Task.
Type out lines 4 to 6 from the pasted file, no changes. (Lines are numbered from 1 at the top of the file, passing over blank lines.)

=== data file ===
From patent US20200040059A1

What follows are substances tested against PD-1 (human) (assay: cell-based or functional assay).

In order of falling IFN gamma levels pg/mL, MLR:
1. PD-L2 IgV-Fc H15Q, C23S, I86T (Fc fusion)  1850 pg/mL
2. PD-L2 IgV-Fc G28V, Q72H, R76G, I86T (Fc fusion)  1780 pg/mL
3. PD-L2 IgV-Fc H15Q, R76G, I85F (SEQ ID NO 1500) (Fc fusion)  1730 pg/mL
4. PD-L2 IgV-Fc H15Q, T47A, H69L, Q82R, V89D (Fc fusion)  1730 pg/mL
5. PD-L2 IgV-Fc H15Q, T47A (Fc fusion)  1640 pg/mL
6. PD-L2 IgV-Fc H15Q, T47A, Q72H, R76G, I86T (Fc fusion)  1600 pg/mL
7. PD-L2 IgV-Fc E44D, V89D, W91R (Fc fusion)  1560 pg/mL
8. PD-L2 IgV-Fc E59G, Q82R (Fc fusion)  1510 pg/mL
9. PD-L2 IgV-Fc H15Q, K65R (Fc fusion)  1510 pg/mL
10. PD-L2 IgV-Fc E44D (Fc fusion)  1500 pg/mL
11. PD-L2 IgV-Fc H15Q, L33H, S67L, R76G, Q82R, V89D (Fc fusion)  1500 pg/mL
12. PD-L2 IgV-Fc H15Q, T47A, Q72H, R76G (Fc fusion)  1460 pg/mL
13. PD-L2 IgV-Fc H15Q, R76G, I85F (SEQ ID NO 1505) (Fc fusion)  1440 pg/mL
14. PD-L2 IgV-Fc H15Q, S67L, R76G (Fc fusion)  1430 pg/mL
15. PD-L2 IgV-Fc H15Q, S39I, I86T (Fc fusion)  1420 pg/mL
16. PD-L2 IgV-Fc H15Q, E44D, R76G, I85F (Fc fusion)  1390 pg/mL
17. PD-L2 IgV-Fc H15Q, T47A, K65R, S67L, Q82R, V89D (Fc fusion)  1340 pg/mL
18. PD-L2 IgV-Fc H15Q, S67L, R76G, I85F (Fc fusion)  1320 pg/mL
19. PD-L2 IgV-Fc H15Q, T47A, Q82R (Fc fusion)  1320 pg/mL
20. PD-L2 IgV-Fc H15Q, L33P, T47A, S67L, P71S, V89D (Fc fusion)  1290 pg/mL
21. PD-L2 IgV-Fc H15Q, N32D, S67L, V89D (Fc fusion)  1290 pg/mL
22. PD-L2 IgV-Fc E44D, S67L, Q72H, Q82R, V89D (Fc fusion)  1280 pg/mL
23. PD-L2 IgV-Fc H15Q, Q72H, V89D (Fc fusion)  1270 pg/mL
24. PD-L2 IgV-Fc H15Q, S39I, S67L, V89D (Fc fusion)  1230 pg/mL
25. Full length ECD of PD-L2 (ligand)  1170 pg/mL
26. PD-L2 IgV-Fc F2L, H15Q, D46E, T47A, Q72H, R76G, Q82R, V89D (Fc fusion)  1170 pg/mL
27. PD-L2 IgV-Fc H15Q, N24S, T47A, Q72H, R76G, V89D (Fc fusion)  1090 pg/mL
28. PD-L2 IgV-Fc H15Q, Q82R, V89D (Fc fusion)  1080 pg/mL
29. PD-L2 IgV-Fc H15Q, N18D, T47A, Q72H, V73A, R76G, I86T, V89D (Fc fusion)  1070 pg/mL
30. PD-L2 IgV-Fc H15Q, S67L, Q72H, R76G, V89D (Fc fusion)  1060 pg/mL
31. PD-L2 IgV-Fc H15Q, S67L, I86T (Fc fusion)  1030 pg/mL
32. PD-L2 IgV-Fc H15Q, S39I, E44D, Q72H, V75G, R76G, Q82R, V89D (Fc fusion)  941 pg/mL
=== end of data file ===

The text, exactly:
1. PD-L2 IgV-Fc H15Q, C23S, I86T (Fc fusion)  1850 pg/mL
2. PD-L2 IgV-Fc G28V, Q72H, R76G, I86T (Fc fusion)  1780 pg/mL
3. PD-L2 IgV-Fc H15Q, R76G, I85F (SEQ ID NO 1500) (Fc fusion)  1730 pg/mL